Wednesday, August 24, 2016

Reminder to Self

Reminder to self: Your writing life is supposed to be enjoyable, and sometimes even fun.

A few recent things brought on this reminder.

1) Last week I went on what was supposed to be a mini-vacation, and ended up being more work than play.

2) I’ve noticed a decided lag in upkeep in my house. I used to move things around and enjoy reorganizing. It’s starting to look like a museum around here.

3) I haven’t entertained in ages. I used to entertain a lot, and I find myself neglecting to invite people over.

4) Last night I had a critique from my writer’s group and all night tossed and turned, worried that I’ll never be able to really the manuscript right. Although this morning I felt more sanguine, I didn’t like that feeling that I must get it right immediately.

5) I have intended for weeks to go see the new Museum of Modern Art in San Francisco and the Berkeley Art Museum. I realized that somehow I never find the time.

6) I find myself feeling beleaguered, thinking of all the things I have to do to write and promote books as some kind of treadmill.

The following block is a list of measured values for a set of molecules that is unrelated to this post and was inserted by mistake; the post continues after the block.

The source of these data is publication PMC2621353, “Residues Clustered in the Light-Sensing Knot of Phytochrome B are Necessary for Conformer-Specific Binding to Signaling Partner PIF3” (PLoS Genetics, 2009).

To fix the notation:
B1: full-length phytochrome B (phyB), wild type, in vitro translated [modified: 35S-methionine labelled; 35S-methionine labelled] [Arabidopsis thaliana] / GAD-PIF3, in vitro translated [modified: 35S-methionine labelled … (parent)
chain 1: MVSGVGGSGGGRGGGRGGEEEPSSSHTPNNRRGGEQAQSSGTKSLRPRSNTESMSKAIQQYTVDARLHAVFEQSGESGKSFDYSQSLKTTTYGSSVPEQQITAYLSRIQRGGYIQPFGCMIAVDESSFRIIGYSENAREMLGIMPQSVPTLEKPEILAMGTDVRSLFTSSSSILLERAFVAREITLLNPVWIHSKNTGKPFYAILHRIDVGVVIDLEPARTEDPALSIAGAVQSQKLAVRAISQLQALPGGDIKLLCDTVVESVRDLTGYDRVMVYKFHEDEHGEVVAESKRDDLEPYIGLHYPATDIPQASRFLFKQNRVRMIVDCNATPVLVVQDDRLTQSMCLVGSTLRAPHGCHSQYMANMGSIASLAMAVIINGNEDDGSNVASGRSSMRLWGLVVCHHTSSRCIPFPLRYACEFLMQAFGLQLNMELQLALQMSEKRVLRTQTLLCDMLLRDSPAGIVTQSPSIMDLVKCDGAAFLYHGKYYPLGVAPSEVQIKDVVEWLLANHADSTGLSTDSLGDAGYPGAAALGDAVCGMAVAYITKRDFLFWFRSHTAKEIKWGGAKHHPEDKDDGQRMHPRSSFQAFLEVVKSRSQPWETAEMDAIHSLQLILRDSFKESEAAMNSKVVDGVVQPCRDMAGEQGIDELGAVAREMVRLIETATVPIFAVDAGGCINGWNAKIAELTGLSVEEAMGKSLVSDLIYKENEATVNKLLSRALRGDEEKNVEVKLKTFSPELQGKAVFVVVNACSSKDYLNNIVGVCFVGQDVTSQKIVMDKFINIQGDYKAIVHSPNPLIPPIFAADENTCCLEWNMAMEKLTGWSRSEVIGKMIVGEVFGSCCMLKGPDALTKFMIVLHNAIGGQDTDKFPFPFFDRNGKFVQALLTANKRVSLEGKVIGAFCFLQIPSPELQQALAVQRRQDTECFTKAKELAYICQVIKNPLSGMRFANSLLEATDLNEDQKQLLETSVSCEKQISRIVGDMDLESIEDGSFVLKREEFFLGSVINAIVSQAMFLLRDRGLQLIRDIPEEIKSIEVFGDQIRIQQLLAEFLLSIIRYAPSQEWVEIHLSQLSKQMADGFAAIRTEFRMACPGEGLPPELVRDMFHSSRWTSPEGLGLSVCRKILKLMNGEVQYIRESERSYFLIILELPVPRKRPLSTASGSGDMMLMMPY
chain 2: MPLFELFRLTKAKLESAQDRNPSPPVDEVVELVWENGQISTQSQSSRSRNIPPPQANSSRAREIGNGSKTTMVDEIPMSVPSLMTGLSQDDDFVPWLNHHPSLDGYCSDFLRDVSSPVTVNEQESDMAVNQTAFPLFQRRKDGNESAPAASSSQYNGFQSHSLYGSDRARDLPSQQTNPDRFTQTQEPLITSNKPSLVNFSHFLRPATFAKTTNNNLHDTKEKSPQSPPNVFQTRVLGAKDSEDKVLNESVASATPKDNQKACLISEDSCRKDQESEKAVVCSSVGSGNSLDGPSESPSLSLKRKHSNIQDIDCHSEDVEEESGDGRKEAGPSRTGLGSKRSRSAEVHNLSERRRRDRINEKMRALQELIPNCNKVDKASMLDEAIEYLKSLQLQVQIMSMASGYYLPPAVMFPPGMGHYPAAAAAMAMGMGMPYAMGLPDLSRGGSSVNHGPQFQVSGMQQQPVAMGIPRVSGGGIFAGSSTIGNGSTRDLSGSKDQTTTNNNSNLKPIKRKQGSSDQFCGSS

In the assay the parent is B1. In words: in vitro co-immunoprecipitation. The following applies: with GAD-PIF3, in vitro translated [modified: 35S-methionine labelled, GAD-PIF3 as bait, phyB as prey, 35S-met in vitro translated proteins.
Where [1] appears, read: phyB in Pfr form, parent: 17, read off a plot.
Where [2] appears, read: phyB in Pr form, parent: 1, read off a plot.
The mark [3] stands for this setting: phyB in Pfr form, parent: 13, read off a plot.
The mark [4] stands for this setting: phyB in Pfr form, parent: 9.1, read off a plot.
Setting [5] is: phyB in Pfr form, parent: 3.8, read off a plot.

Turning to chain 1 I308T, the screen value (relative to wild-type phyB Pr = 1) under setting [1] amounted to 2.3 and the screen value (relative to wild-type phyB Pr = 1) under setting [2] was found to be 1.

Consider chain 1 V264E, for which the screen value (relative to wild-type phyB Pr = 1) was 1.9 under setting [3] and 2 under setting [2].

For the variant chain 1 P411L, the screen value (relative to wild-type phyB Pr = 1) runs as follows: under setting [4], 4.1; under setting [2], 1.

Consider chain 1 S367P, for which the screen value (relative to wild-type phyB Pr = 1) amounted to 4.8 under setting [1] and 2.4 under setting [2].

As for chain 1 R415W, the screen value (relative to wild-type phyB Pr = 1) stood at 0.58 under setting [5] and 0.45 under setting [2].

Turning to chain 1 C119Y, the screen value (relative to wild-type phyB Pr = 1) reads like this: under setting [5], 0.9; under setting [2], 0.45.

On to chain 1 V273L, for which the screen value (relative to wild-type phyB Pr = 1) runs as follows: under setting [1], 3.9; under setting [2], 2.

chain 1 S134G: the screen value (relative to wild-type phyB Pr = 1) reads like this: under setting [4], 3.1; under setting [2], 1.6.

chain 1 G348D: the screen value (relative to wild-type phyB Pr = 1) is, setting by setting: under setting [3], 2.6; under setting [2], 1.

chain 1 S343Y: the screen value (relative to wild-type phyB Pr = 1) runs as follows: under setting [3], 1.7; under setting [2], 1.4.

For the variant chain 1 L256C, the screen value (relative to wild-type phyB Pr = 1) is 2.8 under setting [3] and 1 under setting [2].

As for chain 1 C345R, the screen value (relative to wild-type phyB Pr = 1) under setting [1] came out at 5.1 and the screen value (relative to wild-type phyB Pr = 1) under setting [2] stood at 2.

Is that enough? What it points to is that I am burying myself in my study every day, working. I have always preached the virtue of spending some time away from writing each week to refresh myself. And I’m not practicing what I preach. When I’m away from my desk, I constantly worry that I should be doing something: working on the new book, editing the old book, arranging a book tour, figuring out a promotion schedule, updating my website, sending out a newsletter, reading a book I’ve neglected to read, taking care of Sisters in Crime business, taking care of MWA business, writing a short story or article, and on an on.

What this calls for is new resolve. I’m determined to look at the world with fresh eyes—not the sunken eyes I see in the morning with dark rings surrounding them. And to do that I have to go to the museum, entertain friends, get new curtains in my kitchen, move paintings around, listen to some music, try a new recipe, call a friend I haven’t talked to in a while, read a book that has nothing to do with writing mysteries, take a day off. In short, smell the flowers!

Here are some flowers for you, too:

Enjoy your day! And take some time off to smell the roses.

Wednesday, August 17, 2016

What's in a Name